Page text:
The Four Colors Of Brainstorming

With three different groups at seminars this fall, their idea of brainstorming was very different, based on their Colors.

The first one was an Orange list of their strengths that was perfectly neat and numbered 1 to 18. WHAT? So I asked how on earth they did this list that would impress every Gold! It turns out that one person took control right off the bat. She told everyone to write down two things on their own paper. Then they went around and added them to the groups’ easel paper list. Clearly this was someone who has learned to discipline herself to jot down any and every idea, option, or solution before pulling the trigger.

A recent Gold group had a typically Orange-looking list where everyone grabbed a marker and wrote at every conceivable angle on the easel paper. It was a (Gold) mess, but an (Orange) thing of beauty. About half way through the exercise one man had enough and I noticed him looking around the room for another sheet of paper. (I hide them for these exact reasons…). Fast forward to their turn of sharing their strength and up on the wall was a beautiful, neat, bullet-points list. How the…what the…?? Ah ha! When I turned it over, the brainstorming “mess” was on the other side and they decided (agreed? were told?) to re-write everything on the opposite side!

Green brainstorming happens everywhere and all the time. Whether it’s six of them in a group, during their alone time, or in the shower – there’s no off switch – ever. They’re wired to think before opening their mouth. That’s the reason most Green list of strengths typically has half a dozen things (tops) written down. In the 10 or 15 minutes of the exercise they’ve discussed a lot of stuff. It wasn’t all “paper worthy.” What they’ll write down are typically things they have agreed on and can justify, defend and explain.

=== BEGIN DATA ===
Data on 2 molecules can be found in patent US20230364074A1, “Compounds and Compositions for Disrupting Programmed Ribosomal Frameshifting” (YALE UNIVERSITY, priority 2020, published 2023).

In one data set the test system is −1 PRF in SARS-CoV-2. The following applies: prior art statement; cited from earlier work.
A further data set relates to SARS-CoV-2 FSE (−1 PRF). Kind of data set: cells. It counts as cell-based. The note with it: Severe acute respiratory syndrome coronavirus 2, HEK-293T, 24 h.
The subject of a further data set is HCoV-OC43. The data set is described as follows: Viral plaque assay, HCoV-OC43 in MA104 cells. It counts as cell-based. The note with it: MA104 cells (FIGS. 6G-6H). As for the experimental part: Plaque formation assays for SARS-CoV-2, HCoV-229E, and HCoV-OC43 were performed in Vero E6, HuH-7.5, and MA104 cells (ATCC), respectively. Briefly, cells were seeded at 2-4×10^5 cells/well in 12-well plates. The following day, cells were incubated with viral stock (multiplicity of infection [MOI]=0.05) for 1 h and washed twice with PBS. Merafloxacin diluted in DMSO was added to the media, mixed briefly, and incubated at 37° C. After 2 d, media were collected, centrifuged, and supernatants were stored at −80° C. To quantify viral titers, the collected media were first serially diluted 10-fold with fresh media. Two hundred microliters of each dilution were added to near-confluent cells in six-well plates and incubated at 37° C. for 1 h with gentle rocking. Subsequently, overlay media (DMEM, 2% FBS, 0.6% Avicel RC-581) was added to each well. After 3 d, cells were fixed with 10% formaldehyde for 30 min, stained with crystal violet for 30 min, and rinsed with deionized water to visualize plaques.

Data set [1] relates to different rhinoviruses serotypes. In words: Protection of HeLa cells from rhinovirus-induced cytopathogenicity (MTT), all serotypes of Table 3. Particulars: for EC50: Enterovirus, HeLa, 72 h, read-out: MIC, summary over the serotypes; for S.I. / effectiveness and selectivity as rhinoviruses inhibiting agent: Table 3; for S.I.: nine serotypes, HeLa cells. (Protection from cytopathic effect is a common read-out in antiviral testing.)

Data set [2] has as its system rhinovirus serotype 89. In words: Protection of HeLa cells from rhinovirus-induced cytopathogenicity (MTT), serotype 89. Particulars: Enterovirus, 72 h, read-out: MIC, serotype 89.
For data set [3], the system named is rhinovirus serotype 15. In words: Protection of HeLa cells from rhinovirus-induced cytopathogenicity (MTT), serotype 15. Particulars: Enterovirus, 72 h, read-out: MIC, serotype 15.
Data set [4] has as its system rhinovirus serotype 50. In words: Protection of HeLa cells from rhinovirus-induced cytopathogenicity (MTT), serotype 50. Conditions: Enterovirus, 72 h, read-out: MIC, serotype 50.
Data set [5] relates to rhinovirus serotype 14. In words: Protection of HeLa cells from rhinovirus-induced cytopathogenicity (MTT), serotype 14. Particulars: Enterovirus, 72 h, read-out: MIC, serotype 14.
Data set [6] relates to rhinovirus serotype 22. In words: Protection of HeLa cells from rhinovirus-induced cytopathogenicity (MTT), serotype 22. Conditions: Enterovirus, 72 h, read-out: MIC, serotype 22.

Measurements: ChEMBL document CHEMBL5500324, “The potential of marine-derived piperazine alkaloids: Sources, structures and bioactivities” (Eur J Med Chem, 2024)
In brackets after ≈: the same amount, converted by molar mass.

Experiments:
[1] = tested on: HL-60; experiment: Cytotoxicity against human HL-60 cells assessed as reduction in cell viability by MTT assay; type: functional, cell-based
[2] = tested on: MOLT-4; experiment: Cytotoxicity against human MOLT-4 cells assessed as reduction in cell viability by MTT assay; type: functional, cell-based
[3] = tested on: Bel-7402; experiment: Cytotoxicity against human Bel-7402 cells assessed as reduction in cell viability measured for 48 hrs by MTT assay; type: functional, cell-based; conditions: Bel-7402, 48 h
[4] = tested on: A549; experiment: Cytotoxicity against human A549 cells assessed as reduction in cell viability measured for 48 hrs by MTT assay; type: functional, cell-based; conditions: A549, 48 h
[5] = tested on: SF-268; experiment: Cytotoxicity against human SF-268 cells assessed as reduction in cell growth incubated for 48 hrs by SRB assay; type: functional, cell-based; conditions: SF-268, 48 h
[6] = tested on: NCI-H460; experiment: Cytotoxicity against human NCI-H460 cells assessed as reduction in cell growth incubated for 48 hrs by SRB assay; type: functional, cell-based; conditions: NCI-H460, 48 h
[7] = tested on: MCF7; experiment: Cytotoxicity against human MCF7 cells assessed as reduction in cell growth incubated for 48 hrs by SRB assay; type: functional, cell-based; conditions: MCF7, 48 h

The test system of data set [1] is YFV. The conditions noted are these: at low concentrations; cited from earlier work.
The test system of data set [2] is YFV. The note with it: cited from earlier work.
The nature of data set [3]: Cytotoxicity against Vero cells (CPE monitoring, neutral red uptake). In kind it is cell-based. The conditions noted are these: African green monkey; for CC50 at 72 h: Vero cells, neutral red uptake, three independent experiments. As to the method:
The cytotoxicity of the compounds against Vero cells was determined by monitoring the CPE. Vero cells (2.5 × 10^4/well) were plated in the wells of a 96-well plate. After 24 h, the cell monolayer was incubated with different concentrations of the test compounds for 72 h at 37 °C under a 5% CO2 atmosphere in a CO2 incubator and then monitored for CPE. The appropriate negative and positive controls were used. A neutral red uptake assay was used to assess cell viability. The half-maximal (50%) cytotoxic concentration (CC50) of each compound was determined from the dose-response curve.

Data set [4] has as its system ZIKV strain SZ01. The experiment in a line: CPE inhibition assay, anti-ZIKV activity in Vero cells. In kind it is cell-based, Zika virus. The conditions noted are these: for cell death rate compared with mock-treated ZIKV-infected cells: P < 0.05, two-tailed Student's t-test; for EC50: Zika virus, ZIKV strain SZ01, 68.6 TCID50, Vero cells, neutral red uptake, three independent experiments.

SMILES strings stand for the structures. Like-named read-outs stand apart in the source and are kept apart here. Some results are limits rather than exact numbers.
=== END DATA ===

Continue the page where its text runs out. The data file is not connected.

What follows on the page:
Blues are very sensitive to the group dynamics. In the Colors seminar they’re sitting with other Blues and typically talk more freely. In an office brainstorming session, they will contribute, but the first time someone responds with “that’s not a good idea” or “that’s not going to work” they are more likely to simply shut down. In the seminar group, they have a lot of things on their strengths list. Typically it’s a bunch of them each grabbing a marker. But even then, they generally ask others for feedback before writing THEIR strengths on paper. No, not everyone will agree on everything – but if there’s pushback, they won’t write it. But there will be a bunch of things on the list that they may disagree with – but everyone deserves to be heard and included. If it’s a Gold-type list that’s bullet points or numbers, it’s almost always a Blue/Gold that has been asked to “write” the list for the group. That way everyone can brainstorm and share ideas while one person can write (and decide whether to include it or not???)